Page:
Anyone responsible for the safety of a higher-risk building (over 18 metres, or 7 stories high, with at least 2 residential units) should have 1 October circled in bright red pen on their Calendar.
As well as being the date when a whole host of further provisions of the Building Safety Act 2022 come into force, it is also the deadline for registration of higher-risk buildings.
A further set of regulations were introduced last week and, while they don’t add much detail to the substantive regulations introduced back in April, they serve as a good reminder that the clock is ticking…
We set out a detailed breakdown of how to go about registering a higher-risk building in our earlier update but here is a recap on the key things you need to know.
Accountable person responsible for registration
The accountable person (the person responsible for the building’s safety) is responsible for registering the building.
If there is more than one accountable person, the “Principal Accountable Person” – the person responsible for the walls and structure of the building – must register the building
The government has created a portal to submit applications to register higher-risk buildings on its website.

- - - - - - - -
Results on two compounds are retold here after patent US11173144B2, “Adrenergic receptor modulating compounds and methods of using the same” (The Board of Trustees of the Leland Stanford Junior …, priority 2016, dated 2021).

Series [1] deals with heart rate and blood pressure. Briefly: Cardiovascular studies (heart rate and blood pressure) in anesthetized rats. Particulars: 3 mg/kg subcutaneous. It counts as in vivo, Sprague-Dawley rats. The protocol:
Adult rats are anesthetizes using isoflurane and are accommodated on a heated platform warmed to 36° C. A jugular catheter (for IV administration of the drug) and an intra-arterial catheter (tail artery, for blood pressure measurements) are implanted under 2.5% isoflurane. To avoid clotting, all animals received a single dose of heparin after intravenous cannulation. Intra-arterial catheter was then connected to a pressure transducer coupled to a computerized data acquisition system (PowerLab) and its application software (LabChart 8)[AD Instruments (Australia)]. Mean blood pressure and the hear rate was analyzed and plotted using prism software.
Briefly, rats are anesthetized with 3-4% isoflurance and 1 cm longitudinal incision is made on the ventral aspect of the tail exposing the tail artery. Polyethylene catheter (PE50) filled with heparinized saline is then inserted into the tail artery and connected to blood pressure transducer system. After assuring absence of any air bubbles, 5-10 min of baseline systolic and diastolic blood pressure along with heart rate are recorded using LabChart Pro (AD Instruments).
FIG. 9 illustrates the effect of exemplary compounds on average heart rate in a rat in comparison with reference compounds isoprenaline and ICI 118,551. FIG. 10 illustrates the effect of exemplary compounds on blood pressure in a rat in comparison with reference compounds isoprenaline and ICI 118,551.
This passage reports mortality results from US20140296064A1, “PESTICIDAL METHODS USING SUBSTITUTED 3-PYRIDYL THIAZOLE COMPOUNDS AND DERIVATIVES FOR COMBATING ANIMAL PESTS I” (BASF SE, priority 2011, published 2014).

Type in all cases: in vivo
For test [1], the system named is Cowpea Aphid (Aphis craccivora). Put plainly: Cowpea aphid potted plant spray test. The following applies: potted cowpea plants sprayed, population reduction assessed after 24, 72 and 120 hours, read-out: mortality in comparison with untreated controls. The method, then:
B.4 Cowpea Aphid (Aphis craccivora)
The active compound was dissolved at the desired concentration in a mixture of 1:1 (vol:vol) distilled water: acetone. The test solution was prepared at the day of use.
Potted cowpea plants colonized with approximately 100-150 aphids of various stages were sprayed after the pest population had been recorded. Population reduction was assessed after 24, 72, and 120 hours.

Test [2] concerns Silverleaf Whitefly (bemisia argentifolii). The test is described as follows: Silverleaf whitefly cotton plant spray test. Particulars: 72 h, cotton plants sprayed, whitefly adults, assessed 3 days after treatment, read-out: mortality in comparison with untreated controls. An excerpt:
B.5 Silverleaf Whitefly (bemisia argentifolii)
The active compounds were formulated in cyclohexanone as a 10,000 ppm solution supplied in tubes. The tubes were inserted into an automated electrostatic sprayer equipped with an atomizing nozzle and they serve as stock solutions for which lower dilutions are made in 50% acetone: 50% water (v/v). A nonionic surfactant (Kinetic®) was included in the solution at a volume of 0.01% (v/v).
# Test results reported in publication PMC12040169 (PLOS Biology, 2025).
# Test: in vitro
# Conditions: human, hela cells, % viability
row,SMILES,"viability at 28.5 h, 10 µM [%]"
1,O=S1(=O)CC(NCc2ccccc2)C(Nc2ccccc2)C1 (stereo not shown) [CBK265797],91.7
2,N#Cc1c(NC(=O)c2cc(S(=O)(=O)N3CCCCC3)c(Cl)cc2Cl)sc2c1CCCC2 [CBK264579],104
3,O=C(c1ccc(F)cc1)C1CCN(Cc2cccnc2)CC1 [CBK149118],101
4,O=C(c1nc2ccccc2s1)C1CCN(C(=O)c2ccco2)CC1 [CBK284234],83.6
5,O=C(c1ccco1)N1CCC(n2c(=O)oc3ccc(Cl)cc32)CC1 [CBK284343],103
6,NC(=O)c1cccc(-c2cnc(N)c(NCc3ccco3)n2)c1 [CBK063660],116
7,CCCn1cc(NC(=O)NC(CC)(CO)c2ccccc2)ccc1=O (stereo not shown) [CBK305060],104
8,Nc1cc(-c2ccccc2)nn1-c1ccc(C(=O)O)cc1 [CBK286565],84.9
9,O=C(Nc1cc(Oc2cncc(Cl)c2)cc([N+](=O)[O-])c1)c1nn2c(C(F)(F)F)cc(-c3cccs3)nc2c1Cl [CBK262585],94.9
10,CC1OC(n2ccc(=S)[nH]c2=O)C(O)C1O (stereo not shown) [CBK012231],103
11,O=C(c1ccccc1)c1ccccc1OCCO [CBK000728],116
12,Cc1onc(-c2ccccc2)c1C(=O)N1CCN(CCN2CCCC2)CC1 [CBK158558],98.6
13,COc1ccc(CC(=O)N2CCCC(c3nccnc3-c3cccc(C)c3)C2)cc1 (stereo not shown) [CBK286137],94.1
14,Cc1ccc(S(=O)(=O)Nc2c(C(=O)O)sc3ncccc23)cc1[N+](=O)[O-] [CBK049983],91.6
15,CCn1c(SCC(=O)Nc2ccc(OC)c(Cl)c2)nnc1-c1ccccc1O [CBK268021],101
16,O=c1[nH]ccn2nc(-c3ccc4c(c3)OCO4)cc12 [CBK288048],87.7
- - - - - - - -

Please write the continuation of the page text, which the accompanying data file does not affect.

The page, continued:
All that you need for the initial application is confirmation that the building meets the height threshold for being “higher-risk” (over 18 metres or 7 storeys tall, with two or more residential units).
The government portal allows you to input some information, and come back to your application to finalise it, so it’s well worth starting the process now, even if you don’t have all the information you need at the outset.
Key Building information
Within 28 days of registering through the government portal, the accountable person (or principal accountable person) then needs to provide the “Key Building Information” (or KBI). This is set out in detail in our previous update but in short, includes:
- Details of any ancillary buildings;
- The building’s use, and any change of use since construction;
- Information about the material used in the structure and exterior of the building;
- The number of basement storeys, and the number of floors served by each staircase;
- Details of the energy supply and storage system;
- Details of the evacuation strategy and the fire and smoke control equipment at the building.
Time is running out to get buildings registered by the deadline. If you think you may be required to register, we can provide you with more tailored and detailed guidance, and help you through the registration process.
Authored by Lucy Redman and Katie Dunn.